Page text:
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Dirtbiker
01-15-2010, 9:24 AM
I just bought a pistol with night sights. How long can I expect them to last?

himurax13
01-15-2010, 9:30 AM
I know the Green Trijicons are supposed to have a 12 year life and the yellow ones are around 5 I think.

Citadelgrad87
01-15-2010, 9:38 AM
I have some Trijicons on a Sig from 1991 or so. They are visible, but VERY dim compared to newer sets on other weapons.

YMMV< but I think around 10 years before the loghts are too dim.

johnny_22
01-15-2010, 9:48 AM
We have a Tritium "EXIT" sign at work, installed 12 years ago. Still as bright as the first day.

GunNutz
01-15-2010, 10:17 AM
Depends on which color, and it has to do with the decay of the tritium. Green is usually 12 years, red and yelllow are 7 and 5 but I don't remember which is 7 and which is 5. If you go to trijicon's site, you can get a better idea.

Dirtbiker
01-15-2010, 10:19 AM
Thanks for the info.

SexualChocolate
01-15-2010, 10:59 AM
I have a set of Meprolights on my Glock 27 that I put on back in 2001, still as bright as the day I bought them.

creampuff
01-15-2010, 11:08 AM
Depends on which color, and it has to do with the decay of the tritium. Green is usually 12 years, red and yelllow are 7 and 5 but I don't remember which is 7 and which is 5. If you go to trijicon's site, you can get a better idea.

That's odd. You are right, the website says orange sights are guaranteed for 5 years, and green/yellow for 12 years. But the half life of tritium is always the same 12years. (Nerd alert), remember radioactive half life is the time it takes to decay to 1/2. So in 12 years only 1/2 the tritium atoms will have decayed.

Wonder why orange is only for 5 years???

slickman
01-15-2010, 11:08 AM
From the Trijicon website

Trijicon offers the choice of yellow or orange lamps in the rear sight only. We always keep the front sight green because it is the brightest and longest lasting of the colored tritium. It is also the color with the most contrast from muzzle flash. Green and yellow sights are warranted for 12 years. The orange lamp only carries a 5 year warranty.

ETA: Creampuff beat me to the punch in posting

MasterYong
01-15-2010, 11:10 AM
I've seen some web sites that claim they retain their light for over 70 years. I'd imagine that they don't just magically turn off after that time, however, so it would be a slow dimming effect.

The good night sights also have paint around an inset tube of gas, so even if the "lights went out" on your sights you'd still have standard dots.

creampuff
01-15-2010, 11:17 AM
I've seen some web sites that claim they retain their light for over 70 years. I'd imagine that they don't just magically turn off after that time, however, so it would be a slow dimming effect.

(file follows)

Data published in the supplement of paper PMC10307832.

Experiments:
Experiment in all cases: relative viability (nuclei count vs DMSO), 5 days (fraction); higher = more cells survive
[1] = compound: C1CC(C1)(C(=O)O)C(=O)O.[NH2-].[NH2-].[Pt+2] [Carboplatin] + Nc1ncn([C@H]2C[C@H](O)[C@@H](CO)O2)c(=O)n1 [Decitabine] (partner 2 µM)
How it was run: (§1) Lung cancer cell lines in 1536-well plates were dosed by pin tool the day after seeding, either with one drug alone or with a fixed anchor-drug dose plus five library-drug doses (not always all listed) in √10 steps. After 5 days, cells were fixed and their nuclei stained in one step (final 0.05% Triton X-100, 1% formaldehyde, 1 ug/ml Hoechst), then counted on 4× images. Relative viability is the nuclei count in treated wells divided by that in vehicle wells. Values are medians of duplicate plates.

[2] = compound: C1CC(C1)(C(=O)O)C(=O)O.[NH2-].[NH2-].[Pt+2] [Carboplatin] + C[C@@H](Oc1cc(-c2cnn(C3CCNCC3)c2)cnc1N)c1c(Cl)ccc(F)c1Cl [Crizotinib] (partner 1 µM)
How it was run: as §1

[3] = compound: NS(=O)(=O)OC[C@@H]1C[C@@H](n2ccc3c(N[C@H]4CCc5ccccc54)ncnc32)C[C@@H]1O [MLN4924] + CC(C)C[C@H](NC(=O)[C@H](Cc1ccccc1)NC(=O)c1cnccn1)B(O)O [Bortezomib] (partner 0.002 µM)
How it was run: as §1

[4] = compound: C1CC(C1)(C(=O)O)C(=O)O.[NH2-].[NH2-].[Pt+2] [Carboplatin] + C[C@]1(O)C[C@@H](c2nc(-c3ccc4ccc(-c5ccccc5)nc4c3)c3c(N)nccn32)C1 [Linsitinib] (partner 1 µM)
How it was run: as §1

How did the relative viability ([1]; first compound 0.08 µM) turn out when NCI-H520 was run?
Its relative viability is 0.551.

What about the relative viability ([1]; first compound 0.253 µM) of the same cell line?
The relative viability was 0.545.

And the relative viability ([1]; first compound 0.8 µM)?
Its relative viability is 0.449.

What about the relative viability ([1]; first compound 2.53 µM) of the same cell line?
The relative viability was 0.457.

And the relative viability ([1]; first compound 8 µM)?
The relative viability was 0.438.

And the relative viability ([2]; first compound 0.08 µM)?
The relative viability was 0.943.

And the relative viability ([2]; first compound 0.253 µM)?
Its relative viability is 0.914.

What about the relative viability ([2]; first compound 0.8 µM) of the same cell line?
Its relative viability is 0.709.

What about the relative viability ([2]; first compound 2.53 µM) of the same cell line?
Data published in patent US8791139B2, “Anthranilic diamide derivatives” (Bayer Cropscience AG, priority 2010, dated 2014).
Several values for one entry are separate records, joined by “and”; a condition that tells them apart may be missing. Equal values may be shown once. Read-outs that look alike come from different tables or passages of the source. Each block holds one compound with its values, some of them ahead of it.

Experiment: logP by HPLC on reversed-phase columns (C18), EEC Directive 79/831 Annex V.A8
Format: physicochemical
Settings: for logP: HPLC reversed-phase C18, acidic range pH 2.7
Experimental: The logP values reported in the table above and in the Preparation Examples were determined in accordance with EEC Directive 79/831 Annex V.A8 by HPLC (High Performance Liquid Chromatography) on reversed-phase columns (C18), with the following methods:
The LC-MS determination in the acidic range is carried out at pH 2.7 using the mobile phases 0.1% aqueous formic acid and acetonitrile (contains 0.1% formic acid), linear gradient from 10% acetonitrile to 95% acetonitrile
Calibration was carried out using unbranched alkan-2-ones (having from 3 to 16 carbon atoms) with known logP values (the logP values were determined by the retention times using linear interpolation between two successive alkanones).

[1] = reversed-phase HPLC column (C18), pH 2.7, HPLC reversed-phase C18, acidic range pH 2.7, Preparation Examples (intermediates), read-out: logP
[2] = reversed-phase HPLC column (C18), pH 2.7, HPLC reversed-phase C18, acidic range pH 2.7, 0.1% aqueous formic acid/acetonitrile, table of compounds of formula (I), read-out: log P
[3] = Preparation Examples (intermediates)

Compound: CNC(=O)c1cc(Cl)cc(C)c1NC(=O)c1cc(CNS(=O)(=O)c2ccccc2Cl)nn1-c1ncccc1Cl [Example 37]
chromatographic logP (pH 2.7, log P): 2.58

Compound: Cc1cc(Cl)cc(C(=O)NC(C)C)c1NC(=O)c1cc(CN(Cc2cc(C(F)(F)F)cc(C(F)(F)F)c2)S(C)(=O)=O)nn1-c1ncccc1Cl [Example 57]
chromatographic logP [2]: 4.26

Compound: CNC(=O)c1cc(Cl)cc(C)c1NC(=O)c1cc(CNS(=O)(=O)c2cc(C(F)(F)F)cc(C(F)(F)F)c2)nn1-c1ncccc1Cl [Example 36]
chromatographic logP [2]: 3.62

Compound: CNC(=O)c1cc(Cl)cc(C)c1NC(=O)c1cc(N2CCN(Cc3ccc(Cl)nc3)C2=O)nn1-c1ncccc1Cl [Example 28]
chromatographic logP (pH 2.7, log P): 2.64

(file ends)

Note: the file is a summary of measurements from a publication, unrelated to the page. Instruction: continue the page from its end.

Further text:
The good night sights also have paint around an inset tube of gas, so even if the "lights went out" on your sights you'd still have standard dots.

12 years 1/2 brightness, 24 years 1/4 brightness, 36 years 1/8th, 48 years 1/16th, and 60 years 1/32nd, and you get the point. Radioactive decay, will always be the same.

I agree about how important the white inset is; that's why I like Meprolight over Trijicon. (But it looks like based on Trijicon's website, that they have improved their inset)

Dirtbiker
01-15-2010, 11:32 AM
I ask because I've seen a few pistols for sale on the boards and many say the lights are dim. I find that strange since some claim their weapon is only 2-5 years old. Maybe the sight were bought used or the gas leaked out?

elSquid
01-15-2010, 11:42 AM
That's odd. You are right, the website says orange sights are guaranteed for 5 years, and green/yellow for 12 years. But the half life of tritium is always the same 12years. (Nerd alert), remember radioactive half life is the time it takes to decay to 1/2. So in 12 years only 1/2 the tritium atoms will have decayed.

Wonder why orange is only for 5 years???

Tritium doesn't give off visible light; when it decays it emits electrons. The electrons excite phosphors which in turn generate the light. So the different times are probably dependent upon the properties of the given phosphor.

-- Michael

creampuff
01-15-2010, 11:49 AM
Tritium doesn't give off visible light; when it decays it emits electrons. The electrons excite phosphors which in turn generate the light. So the different times are probably dependent upon the properties of the given phosphor.

-- Michael

Thanks..that makes more sense.